What is Event Modeling about?
Event Modeling is a method used to model how an information system works through the prism of its interactions with users and other systems. The tool was introduced in 2019 by Adam Dymitruk, an expert in software development and BDD (Behavior-Driven Development). His goal was to provide a global and multidimensional view of an information system to make it more predictable, flexible, and reliable.
More precisely, Event Modeling is built around a sequence of events, linked by commands, processes, and interfaces with users. To illustrate the system interactions, the method involves wireframing to design commands and views with which different types of users can interact.
How to run an Event Modeling workshop?
Before running an Event Modeling workshop, you need to carry out some preliminary works:
- Document the Personas involved.
- Collect their expectations and their irritants,
- Map their journey across the system, for example, with a high-level User Story Mapping,
- Define business goals and indicators that you will use to measure progress.
Based on this information, Adam Dymitruk recommends running the workshop by going through 7 steps :
- List events: The first step is brainstorming with your team to list all events involved in the system.
- Determine the chronology of events: Then, you should sort those events out by chronological order and place them on a horizontal axis. This timeline is the skeleton of the model.
- Draw the wireframes: With wireframes or simple mockups, represent the users' interfaces, either to enter some inputs in the system or to see the information. Note that should also mention processes that the system has to process to execute the system, particularly if the system involves external systems that process and communicate data.
- Identify the commands: In this fourth step, you should precisely write the data and state that the user enters in the system as inputs. Every command should be related to an interface.
- Define the views: The fifth step is similar to the previous one, but here you should describe views shown to the users. As you do for the commands, every view should be related to an interface.
- Arrange events and wireframes: A system generally involves several types of personas as well as other systems. That is why you should draw lines to distribute events and wireframes vertically depending on the persona and the external system they interact with. It will help you identify scenarios and possible dependencies more easily.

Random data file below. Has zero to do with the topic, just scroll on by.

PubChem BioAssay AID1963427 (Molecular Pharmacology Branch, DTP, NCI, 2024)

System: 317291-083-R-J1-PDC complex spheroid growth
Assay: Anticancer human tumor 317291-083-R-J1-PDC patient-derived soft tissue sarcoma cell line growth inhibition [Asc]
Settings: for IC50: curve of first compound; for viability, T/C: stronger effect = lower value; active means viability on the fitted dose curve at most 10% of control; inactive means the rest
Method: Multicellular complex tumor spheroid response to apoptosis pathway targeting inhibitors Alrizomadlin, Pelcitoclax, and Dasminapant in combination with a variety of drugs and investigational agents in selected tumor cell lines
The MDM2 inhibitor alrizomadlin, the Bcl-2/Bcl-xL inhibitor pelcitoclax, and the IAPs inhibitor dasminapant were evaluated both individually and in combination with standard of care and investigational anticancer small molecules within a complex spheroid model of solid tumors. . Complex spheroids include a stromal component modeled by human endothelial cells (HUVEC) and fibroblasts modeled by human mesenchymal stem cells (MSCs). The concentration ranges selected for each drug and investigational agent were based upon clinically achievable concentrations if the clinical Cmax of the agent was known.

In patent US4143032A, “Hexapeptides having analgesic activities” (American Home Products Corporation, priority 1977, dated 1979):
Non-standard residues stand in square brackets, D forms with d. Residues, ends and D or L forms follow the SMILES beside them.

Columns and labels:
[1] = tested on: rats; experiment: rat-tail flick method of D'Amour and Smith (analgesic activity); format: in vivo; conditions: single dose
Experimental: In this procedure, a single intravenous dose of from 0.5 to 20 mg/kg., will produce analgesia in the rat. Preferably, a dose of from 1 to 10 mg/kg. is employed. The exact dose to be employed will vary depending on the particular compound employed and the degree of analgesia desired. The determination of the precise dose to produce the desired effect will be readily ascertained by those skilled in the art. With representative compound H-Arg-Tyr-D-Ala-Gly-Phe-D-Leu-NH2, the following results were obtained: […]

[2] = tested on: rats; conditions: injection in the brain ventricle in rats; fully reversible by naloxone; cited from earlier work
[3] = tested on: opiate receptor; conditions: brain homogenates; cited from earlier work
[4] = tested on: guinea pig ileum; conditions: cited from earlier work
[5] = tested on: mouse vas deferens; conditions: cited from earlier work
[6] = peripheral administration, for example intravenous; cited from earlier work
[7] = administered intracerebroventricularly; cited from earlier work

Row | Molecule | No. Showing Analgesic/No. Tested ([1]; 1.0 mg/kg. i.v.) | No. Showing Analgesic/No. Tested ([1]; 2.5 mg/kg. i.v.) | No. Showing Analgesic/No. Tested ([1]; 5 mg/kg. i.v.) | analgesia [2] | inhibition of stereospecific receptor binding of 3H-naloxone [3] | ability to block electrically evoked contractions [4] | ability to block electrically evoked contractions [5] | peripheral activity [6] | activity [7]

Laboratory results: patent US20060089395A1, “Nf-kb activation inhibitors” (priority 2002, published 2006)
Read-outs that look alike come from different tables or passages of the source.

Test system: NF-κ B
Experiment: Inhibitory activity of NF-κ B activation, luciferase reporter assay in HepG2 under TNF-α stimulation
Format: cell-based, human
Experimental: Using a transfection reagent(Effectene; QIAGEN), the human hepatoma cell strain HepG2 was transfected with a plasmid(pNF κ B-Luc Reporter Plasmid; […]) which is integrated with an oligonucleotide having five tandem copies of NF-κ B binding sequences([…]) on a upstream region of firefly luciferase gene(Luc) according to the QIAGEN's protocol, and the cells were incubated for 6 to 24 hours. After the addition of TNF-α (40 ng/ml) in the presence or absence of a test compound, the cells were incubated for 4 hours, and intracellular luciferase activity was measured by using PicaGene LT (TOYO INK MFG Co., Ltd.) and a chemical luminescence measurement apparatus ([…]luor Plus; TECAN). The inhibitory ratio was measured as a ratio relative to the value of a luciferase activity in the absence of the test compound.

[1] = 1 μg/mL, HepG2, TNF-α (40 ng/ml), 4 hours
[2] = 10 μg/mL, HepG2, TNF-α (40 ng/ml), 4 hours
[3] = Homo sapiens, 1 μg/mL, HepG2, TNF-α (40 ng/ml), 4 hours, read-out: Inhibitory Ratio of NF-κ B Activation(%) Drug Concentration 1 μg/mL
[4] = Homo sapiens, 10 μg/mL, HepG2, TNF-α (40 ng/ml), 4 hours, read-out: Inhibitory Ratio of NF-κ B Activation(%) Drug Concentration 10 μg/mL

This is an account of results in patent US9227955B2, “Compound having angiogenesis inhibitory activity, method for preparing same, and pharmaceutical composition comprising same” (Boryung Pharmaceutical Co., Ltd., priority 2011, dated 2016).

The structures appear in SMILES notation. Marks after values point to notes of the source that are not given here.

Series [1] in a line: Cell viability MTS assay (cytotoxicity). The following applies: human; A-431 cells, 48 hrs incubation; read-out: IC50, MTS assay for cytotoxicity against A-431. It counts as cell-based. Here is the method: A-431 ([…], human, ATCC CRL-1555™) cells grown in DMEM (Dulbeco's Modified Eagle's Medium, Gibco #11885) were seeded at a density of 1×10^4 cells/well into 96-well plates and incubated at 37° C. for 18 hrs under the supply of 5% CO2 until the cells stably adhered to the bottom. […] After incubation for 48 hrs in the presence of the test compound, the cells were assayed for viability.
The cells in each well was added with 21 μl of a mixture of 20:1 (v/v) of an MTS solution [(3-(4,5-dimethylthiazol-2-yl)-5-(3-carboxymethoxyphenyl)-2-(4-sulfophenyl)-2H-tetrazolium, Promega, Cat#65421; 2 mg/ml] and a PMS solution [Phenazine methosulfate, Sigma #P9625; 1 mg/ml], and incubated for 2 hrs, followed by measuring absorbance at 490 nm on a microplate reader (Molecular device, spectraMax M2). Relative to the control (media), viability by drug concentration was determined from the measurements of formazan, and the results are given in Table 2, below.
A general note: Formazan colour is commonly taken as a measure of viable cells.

- Elaborate scenarios and decide what features to implement: Once you have completed the model, you can determine features and user stories to implement by grouping events, commands, and views together. It will directly feed your product backlog.
Some tips from a Consultant in Software Craftsmanship and Agile Development
Emmanuel Lehmann, as a Consultant in Software Craftsmanship and Agile Development at Axa, has been using Event Modeling for the last few years. From his experience, he has established a bunch of good practices to make the most of this workshop:
- Build a User Story Mapping before and after the Event Modeling workshop. Before, outline the system's narrative flow from the users' perspective, and, after, prioritize user stories as you were considering an MVP and its following versions.
- Do not get lost in details by trying to define rules related to the scenarios. This work can be performed afterward through an Example Mapping, for example, with a Three Amigos workshop.
- At the sixth step, Arrange events and wireframes, identify events that involve external systems as this can require some work by other teams. Identifying dependencies also allows you to think about system resilience (“Resilience by Design”).
- Leverage Event Modeling as a single source of truth for both development and design teams. It will prevent you from wasting time engaging business owners to talk about the same topics several times.
Some major resources to learn about Event Modeling
- Adam Dymitruk’s article that introduces this tool: Event Modeling: What is it?
- An interview of Adam Dymitruk who comments on the method and brings interesting insights: Interview with Event Modeling Founder - Adam Dymitruk